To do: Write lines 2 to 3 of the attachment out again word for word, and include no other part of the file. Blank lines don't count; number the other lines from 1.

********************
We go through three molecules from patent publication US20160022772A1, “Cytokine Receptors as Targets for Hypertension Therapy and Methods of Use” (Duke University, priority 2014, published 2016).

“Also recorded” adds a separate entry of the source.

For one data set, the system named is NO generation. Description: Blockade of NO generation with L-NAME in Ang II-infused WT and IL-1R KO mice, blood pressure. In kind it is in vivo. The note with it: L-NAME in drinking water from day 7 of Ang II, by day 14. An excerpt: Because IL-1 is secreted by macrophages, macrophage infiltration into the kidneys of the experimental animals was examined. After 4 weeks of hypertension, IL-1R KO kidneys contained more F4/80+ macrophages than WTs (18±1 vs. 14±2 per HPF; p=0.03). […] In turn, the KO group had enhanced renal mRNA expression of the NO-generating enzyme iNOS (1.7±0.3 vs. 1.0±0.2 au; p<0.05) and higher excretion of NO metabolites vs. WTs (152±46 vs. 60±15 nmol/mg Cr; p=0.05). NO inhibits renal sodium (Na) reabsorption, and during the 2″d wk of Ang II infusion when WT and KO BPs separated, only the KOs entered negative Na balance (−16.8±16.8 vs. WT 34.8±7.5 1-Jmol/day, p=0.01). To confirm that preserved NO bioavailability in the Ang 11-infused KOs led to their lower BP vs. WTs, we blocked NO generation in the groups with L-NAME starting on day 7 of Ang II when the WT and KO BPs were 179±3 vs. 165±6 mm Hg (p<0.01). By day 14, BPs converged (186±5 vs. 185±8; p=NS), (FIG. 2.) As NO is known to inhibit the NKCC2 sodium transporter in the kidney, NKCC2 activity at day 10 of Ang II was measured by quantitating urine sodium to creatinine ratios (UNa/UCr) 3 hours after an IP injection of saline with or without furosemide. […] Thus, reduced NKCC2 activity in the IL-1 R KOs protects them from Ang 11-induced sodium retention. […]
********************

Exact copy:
“Also recorded” adds a separate entry of the source.

For one data set, the system named is NO generation. Description: Blockade of NO generation with L-NAME in Ang II-infused WT and IL-1R KO mice, blood pressure. In kind it is in vivo. The note with it: L-NAME in drinking water from day 7 of Ang II, by day 14. An excerpt: Because IL-1 is secreted by macrophages, macrophage infiltration into the kidneys of the experimental animals was examined. After 4 weeks of hypertension, IL-1R KO kidneys contained more F4/80+ macrophages than WTs (18±1 vs. 14±2 per HPF; p=0.03). […] In turn, the KO group had enhanced renal mRNA expression of the NO-generating enzyme iNOS (1.7±0.3 vs. 1.0±0.2 au; p<0.05) and higher excretion of NO metabolites vs. WTs (152±46 vs. 60±15 nmol/mg Cr; p=0.05). NO inhibits renal sodium (Na) reabsorption, and during the 2″d wk of Ang II infusion when WT and KO BPs separated, only the KOs entered negative Na balance (−16.8±16.8 vs. WT 34.8±7.5 1-Jmol/day, p=0.01). To confirm that preserved NO bioavailability in the Ang 11-infused KOs led to their lower BP vs. WTs, we blocked NO generation in the groups with L-NAME starting on day 7 of Ang II when the WT and KO BPs were 179±3 vs. 165±6 mm Hg (p<0.01). By day 14, BPs converged (186±5 vs. 185±8; p=NS), (FIG. 2.) As NO is known to inhibit the NKCC2 sodium transporter in the kidney, NKCC2 activity at day 10 of Ang II was measured by quantitating urine sodium to creatinine ratios (UNa/UCr) 3 hours after an IP injection of saline with or without furosemide. […] Thus, reduced NKCC2 activity in the IL-1 R KOs protects them from Ang 11-induced sodium retention. […]